I’ve seen Mad Max 2 many times over the years and it never fails to rouse as a piece of stripped-down escapism. Miller was rightly acclaimed for the set-pieces he pulled off on a shoestring in the first film, and those palpably dangerous car stunts are only exaggerated here, beginning with an opening that flings us straight into the delirium with reckless abandon. Cinematographer Dean Semler’s widescreen compositions perfectly capture the foreboding openness of an already-spartan Oz, and he fearlessly puts us right alongside Max for the film’s white-knuckle chases. Graham “Grace” Walker’s ingenious production design has also become iconic and endlessly pilfered, and it’s hard not to shake a sense of déjà vu when watching The Road Warrior. Its universe of crazed punks and fetishistic costuming has been copied by so many filmmakers that newcomers may be unable to recognise how bold and inventive this was in 1981.
While the stunts are half of the reason for why this sequel has become so beloved, hitting a crescendo with the climactic tanker truck pursuit, it also works thanks to its star. Gibson is a figure who understandably divides people today, but there’s no denying that Mad Max 2 sees him become a full-blown star right before our eyes (amusingly, the then-unknown actor wasn’t even featured in the promotion). The youthful and slightly awkward Gibson we saw in the original has matured into a thoroughly expressive performer, becoming Miller’s answer to Clint Eastwood’s poncho-sporting anti-hero. The future Martin Riggs has less than twenty lines of dialogue in this film, relying instead on finely-tuned body language and a mournful mug that rarely reveals the Max Rockatansky of old.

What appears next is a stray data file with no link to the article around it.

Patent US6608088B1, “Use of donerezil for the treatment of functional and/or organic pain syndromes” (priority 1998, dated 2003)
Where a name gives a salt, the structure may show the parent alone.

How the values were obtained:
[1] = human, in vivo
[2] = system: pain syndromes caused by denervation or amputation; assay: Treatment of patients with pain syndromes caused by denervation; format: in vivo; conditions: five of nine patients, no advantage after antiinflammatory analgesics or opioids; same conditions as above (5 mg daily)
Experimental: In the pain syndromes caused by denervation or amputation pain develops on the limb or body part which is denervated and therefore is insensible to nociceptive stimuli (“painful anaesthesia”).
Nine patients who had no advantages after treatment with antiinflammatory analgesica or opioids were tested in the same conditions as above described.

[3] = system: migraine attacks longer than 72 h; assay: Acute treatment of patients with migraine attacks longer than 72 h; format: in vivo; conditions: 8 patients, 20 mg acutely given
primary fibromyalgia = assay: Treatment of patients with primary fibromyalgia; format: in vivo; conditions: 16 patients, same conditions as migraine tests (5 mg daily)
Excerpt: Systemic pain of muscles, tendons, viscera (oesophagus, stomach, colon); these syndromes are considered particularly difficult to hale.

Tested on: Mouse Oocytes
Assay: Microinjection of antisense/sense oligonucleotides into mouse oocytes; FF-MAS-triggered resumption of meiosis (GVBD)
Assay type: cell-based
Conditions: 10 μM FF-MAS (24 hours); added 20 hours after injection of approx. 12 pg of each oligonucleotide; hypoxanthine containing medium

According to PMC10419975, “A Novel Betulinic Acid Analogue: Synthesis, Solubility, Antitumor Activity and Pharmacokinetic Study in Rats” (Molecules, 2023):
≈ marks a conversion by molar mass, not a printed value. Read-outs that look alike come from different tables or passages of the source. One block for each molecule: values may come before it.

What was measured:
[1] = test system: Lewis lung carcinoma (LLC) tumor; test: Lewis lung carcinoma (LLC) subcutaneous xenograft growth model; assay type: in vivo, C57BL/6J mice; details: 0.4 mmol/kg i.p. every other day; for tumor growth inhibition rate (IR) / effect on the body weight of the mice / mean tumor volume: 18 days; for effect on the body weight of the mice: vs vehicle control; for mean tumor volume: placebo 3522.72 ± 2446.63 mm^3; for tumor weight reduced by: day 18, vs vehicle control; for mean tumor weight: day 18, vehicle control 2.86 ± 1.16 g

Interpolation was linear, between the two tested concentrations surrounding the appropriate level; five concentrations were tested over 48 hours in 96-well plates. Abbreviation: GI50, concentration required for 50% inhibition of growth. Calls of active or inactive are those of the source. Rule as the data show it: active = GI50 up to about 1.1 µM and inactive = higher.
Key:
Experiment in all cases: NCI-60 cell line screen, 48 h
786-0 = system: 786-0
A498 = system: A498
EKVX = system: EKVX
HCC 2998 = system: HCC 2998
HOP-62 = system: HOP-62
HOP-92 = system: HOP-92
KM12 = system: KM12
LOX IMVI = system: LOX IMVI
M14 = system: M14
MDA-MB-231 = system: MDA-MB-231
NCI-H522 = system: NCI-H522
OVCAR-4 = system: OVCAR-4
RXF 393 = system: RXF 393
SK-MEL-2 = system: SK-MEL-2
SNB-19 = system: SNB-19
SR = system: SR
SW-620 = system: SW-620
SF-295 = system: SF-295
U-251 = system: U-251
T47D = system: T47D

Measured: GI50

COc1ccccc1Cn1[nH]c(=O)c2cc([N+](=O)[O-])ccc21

Gibson’s portrayal of wounded masculinity completely trounces the efforts of a game supporting cast, composed of archetypes like Vernon Wells’ effervescent biker Wez and Virginia Hey’s “Warrior Woman.” Even the presence of a razor-sharp boomerang-flinging “Feral Kid” (Emil Minty) isn’t enough to divert attention away from the lead, who effortlessly turns Max into a protagonist of mythic proportions.